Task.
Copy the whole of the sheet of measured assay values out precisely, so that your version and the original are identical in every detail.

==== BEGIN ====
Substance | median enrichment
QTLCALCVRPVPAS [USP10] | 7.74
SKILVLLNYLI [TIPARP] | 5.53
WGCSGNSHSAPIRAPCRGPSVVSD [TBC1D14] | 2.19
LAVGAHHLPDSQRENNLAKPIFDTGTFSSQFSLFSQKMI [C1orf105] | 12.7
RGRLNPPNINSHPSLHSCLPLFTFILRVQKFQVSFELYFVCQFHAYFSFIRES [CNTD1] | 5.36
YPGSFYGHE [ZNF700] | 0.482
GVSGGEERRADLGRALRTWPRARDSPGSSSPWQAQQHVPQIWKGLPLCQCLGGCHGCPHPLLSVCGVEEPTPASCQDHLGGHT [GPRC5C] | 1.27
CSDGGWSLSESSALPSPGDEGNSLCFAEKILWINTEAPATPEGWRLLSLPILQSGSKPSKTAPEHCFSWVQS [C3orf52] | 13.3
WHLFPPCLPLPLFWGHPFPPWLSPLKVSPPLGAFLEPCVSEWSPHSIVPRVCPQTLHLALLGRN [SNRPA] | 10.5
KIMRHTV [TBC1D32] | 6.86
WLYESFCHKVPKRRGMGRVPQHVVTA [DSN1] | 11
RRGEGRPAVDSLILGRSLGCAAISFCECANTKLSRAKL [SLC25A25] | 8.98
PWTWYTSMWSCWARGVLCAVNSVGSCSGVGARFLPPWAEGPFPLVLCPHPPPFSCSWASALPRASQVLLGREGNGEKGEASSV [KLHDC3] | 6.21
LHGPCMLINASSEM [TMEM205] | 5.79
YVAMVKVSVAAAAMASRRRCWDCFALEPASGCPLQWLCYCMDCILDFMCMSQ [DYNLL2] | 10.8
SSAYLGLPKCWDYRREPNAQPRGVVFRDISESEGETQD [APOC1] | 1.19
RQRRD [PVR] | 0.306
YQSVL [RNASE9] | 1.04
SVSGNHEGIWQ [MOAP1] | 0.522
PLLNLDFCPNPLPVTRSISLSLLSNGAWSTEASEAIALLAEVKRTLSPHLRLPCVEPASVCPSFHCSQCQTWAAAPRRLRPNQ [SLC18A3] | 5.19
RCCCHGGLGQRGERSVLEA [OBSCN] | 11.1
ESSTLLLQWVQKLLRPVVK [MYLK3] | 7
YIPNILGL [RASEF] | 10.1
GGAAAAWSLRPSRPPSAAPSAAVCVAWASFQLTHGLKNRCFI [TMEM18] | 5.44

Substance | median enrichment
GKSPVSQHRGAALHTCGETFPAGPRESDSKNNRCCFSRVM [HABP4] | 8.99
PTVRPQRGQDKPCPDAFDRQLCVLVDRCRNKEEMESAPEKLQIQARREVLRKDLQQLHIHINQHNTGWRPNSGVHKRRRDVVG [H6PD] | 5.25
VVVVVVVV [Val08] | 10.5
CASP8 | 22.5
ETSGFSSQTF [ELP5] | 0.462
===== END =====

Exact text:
Substance | median enrichment
QTLCALCVRPVPAS [USP10] | 7.74
SKILVLLNYLI [TIPARP] | 5.53
WGCSGNSHSAPIRAPCRGPSVVSD [TBC1D14] | 2.19
LAVGAHHLPDSQRENNLAKPIFDTGTFSSQFSLFSQKMI [C1orf105] | 12.7
RGRLNPPNINSHPSLHSCLPLFTFILRVQKFQVSFELYFVCQFHAYFSFIRES [CNTD1] | 5.36
YPGSFYGHE [ZNF700] | 0.482
GVSGGEERRADLGRALRTWPRARDSPGSSSPWQAQQHVPQIWKGLPLCQCLGGCHGCPHPLLSVCGVEEPTPASCQDHLGGHT [GPRC5C] | 1.27
CSDGGWSLSESSALPSPGDEGNSLCFAEKILWINTEAPATPEGWRLLSLPILQSGSKPSKTAPEHCFSWVQS [C3orf52] | 13.3
WHLFPPCLPLPLFWGHPFPPWLSPLKVSPPLGAFLEPCVSEWSPHSIVPRVCPQTLHLALLGRN [SNRPA] | 10.5
KIMRHTV [TBC1D32] | 6.86
WLYESFCHKVPKRRGMGRVPQHVVTA [DSN1] | 11
RRGEGRPAVDSLILGRSLGCAAISFCECANTKLSRAKL [SLC25A25] | 8.98
PWTWYTSMWSCWARGVLCAVNSVGSCSGVGARFLPPWAEGPFPLVLCPHPPPFSCSWASALPRASQVLLGREGNGEKGEASSV [KLHDC3] | 6.21
LHGPCMLINASSEM [TMEM205] | 5.79
YVAMVKVSVAAAAMASRRRCWDCFALEPASGCPLQWLCYCMDCILDFMCMSQ [DYNLL2] | 10.8
SSAYLGLPKCWDYRREPNAQPRGVVFRDISESEGETQD [APOC1] | 1.19
RQRRD [PVR] | 0.306
YQSVL [RNASE9] | 1.04
SVSGNHEGIWQ [MOAP1] | 0.522
PLLNLDFCPNPLPVTRSISLSLLSNGAWSTEASEAIALLAEVKRTLSPHLRLPCVEPASVCPSFHCSQCQTWAAAPRRLRPNQ [SLC18A3] | 5.19
RCCCHGGLGQRGERSVLEA [OBSCN] | 11.1
ESSTLLLQWVQKLLRPVVK [MYLK3] | 7
YIPNILGL [RASEF] | 10.1
GGAAAAWSLRPSRPPSAAPSAAVCVAWASFQLTHGLKNRCFI [TMEM18] | 5.44

Substance | median enrichment
GKSPVSQHRGAALHTCGETFPAGPRESDSKNNRCCFSRVM [HABP4] | 8.99
PTVRPQRGQDKPCPDAFDRQLCVLVDRCRNKEEMESAPEKLQIQARREVLRKDLQQLHIHINQHNTGWRPNSGVHKRRRDVVG [H6PD] | 5.25
VVVVVVVV [Val08] | 10.5
CASP8 | 22.5
ETSGFSSQTF [ELP5] | 0.462